Building Resilience in our Smallholder Communities
Agriculture challenge holding statement
In the long list of potential impacts from climate change, the risk to agriculture stands out as one of the most important. And smallholder farmers are one of the most vulnerable groups. More than half of the Earth’s arable land – roughly 600 million hectares – is located in Africa. Up to 80% of Diageo’s raw material requirements for brewing operations across Africa come from smallholder farmers who farm an area of up to 4 hectares. Additionally, 54 percent of Africa's working force relies on the agricultural sector for livelihoods, income, and employment. African smallholders also contribute up to 70 percent of the food supply – so threats to agriculture can undermine the possibility of moving out of poverty, food security, and sustainable development.
Diageo Sustainable Solutions is launching three agriculture-focused challenges aimed at finding solutions to further support these critical backbones of our supply chain – our smallholder farmers. These challenges are open to world-class innovators to work with us to strengthen our agriculture value chain through targeted approaches to soil moisture, soil biodiversity and soil carbon. These challenges will contribute to us achieving our Society 2030: Spirit of Progress which is our ESG action plan. As part of Society 2030, we are pioneering grain-to-glass sustainability. We have long been committed to preserving the natural resources on which we all depend and are committed to making our agricultural value chains economically, socially and environmentally sustainable. Through these challenges we will continue to preserve water for life, accelerate to a low carbon world and become sustainable by design - doing business the right way from grain to glass.
Our smallholders are located in the following regions: Cameroon, Ghana, India, Kenya, Mexico, Nigeria, Tanzania, Turkey, the Seychelles, South Africa and Uganda. We will pilot in a sub-Saharan Africa country, such as Kenya or Ghana.
The three agriculture challenges in this round are focused on:
The issues of food security and climate change are particularly severe for Africa as much of the continent is drylands with predominantly rain-fed farming systems. This is made even more difficult to manage with predictions of a 20% reduction in southern Africa rainfall by 2100 and 10% for other dry regions including Mexico. Inconsistent rainfall and poor soil moisture retention are some of the main challenges affecting smallholder farmers and can impact their ability to hit expected yields. This is further worsened by lack of timely soil moisture data. Soil water holding capacity needs to improve to maximise productivity which will enable sustained growth in both farmers’ communities and our brands.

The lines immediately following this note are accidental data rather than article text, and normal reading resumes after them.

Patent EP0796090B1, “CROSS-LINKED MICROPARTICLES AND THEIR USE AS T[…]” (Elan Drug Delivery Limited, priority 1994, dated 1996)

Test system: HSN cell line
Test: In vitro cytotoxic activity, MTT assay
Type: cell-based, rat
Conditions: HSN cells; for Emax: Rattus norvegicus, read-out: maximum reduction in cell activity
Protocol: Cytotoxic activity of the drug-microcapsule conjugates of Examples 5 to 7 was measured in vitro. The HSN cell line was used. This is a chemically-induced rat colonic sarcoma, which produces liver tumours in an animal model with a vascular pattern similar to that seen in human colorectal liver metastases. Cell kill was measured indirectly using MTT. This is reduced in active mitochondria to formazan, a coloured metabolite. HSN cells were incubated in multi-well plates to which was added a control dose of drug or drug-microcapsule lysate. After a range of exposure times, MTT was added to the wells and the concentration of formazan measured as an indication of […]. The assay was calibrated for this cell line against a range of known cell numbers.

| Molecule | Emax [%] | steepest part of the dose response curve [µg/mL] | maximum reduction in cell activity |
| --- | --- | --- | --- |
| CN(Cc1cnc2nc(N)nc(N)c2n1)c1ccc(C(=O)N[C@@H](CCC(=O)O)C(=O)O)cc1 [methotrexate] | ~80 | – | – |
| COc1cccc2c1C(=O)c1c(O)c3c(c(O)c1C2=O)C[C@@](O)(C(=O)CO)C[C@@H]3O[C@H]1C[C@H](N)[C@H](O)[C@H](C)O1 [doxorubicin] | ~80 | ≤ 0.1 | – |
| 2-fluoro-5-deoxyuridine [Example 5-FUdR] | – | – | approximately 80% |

Carbon is the chemical backbone of life on earth: it helps give soil its water-retention capacity, structure, and fertility. Soils with a high carbon content tend to be healthier, more resilient to weather-related crop failure and provide better yields through improved nutrient uptake. To accelerate to a low carbon world and become sustainable by design, building economic, environmental and social resilience within smallholder communities, we need to support better soil health through adequate measuring, modelling, interpretation and monitoring of changes to soils at a biological, chemical and physical level.
Diageo is on a vital journey to better measure and manage our global impact on the natural environment. As a global leader in beverage alcohol, we have a dependency on agricultural and, to a lesser extent, forest commodities, we recognise that our activities have the potential to contribute to impacts on nature and biodiversity. We endeavour to measure and report our impact, mitigate the risks and work towards a positive environmental contribution. We are actively engaged in the Science Based Targets for Nature initiative and seek to apply the emerging standard to our supply chain to better understand and manage our nature-related impacts, dependencies, and risks. We need technical solutions to support us in measuring, reporting, and verifying our biodiversity impacts across smallholder value chains.
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